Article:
Finally, I turn to DTI’s handling of Mr Q’s information requests. I have accepted that DTI were entitled under the Code to withhold the information requested by Mr Q. I have noted the Permanent Secretaries assurance that in future unsuccessful applicants will be told at the earliest opportunity all the reasons why their applications failed to secure an award. I regard this as a satisfactory outcome to a largely unjustified complaint.
Mr P alleges that the company artificially and deliberately depressed the value of his shares. On 8 December 1994 he was granted emergency legal aid to enable him to appeal to the Court of Appeal against an Order refusing him leave to amend his Petition under Section 459 of the Companies Act 1986. On 9 February 1995 a full civil legal aid certificate was issued to Mr P following his success at the Court of Appeal. That certificate was revoked in August 1996, following representations by his opponent against the continuance of Mr P’s legal aid, on the grounds that it was unreasonable in the particular circumstances of the case that legal aid should continue.
Victorian house inspections certificate was reinstated on appeal, it was revoked again on 20 April 1999 on the basis that Mr P had failed to disclose information regarding his financial circumstances. The decision was upheld at appeal but because the wording of the Area Committee’s decision was incorrect the revocation was subsequently rescinded. The certificate was revoked again.
however, on 17 December 1999 and an appeal against the decision was refused on 2 March 2000. Mr P’s legal aid certificate. Mr P’s solicitors wrote to the Cardiff Office of the Commission on 27 October 1998 and asked to see this dossier. No reply was received and Mr P repeated the request on 26 June 1999. The Commission replied on 5 July, saying that they had no duty to reveal such information without the agreement of the originator of the representations and that they were not aware of any such agreement.
When timely inspection is been conducted by the house holder then it do help for the protection of the house from the happening of damages in the house. If Building Inspection Report Adelaide is been done then it do help to protect the house from damages. Over 500 people in the DLO contributed to researching how the new intranet should look and operate, and you will find it’s much more user-focused, with the new home page having headings like My Teams and Career and News.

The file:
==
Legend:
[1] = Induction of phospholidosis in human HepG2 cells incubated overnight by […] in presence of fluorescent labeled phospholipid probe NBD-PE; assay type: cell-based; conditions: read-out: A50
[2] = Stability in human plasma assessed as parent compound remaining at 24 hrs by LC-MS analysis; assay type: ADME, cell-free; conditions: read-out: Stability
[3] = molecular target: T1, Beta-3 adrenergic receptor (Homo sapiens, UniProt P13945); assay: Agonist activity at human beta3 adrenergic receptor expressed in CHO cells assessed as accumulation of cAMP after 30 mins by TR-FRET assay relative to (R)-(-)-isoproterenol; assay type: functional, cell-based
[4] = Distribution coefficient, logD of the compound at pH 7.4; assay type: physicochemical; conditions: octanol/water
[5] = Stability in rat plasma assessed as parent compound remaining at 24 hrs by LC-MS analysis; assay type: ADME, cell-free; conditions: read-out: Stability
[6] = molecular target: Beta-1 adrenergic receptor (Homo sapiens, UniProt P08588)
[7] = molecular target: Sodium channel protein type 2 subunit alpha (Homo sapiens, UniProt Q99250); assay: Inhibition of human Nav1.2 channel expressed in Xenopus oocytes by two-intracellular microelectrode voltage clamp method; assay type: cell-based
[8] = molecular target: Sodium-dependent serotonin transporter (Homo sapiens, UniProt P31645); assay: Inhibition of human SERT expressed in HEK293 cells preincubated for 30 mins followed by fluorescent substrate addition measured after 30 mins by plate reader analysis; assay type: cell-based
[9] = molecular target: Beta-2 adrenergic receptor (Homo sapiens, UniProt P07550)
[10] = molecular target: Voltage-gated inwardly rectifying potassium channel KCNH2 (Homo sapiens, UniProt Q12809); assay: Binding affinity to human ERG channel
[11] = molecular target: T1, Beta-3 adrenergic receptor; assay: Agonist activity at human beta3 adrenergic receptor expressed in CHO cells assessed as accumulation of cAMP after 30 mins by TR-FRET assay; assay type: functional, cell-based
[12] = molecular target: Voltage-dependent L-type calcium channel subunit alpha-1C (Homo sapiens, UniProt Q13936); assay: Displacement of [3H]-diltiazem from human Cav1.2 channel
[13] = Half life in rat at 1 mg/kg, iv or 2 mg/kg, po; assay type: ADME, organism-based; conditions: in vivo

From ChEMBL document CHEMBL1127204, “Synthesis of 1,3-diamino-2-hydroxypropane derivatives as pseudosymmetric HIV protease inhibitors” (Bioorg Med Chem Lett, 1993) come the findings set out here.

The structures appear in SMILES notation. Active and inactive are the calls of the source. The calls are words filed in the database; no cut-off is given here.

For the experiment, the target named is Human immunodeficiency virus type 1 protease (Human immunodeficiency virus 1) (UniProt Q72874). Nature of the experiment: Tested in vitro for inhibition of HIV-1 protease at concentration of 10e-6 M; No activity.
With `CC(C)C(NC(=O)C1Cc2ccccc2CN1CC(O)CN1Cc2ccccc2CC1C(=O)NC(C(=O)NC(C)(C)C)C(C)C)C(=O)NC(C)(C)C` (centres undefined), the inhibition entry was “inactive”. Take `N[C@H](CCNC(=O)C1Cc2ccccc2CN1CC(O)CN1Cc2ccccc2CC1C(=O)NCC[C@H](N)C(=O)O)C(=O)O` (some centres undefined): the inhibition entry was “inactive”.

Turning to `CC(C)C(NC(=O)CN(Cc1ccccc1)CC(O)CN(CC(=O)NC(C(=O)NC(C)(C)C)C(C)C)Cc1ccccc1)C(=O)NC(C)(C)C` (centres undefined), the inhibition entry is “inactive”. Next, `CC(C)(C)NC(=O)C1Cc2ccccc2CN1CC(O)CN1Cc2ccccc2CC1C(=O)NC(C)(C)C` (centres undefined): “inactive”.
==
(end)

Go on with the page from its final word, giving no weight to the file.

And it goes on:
It all sounds a bit me, me, me, but that’s actually quite important, as our research shows that’s how people think about and access information. The face of the new intranet puts the person in the centre, hopefully drawing it closer to that person’s work. The whole thing should be easy and intuitive to navigate, Mark said, and really it shouldn’t be any different from sitting at home and browsing the world wide web. No special training will be needed.
Additional features people will notice are a much better search capability, a location finder for MOD sites, an acronym buster very useful in the DLO and various other useful tools that will always be visible on the page, no matter where in the intranet you are. The system will also include a range of business and team profiles that will tell you who’s in that business area or team, what its outputs and objectives are and a list of related links you can pursue.
When the changes can be seen in the house due to residing of the insects in the house then steps are to be taken against such situation before happening of damages and that can only be possible when periodical inspection of the house is been done. Mark anticipates all the other MOD departments becoming part of the Defence Intranet Programme in due course most have already said they want to join in.
The Commission sees no tension between investing in staff and investing in improving services. These should not be seen as alternative claims on resources; rather the former is a component of the latter. We would also stress that while many of our recommendations are directed at the NJC parties, some are aimed at these other stakeholders. The role of central government as a source of various pressures (setting standards, measuring performance etc) and as main funder (constraining available resources) was indicated in chapter.
There was many difficulties which are to be faced because of the non having instruments to detect the BPI Sydney. The conflicts raises between the clients and the inspectors due to non detection of pest by the inspector. Many different government departments have an interest in influencing the nature and delivery of local government services. The demands made of local government by central government are considerable and in our report we have indicated various ways in which central government.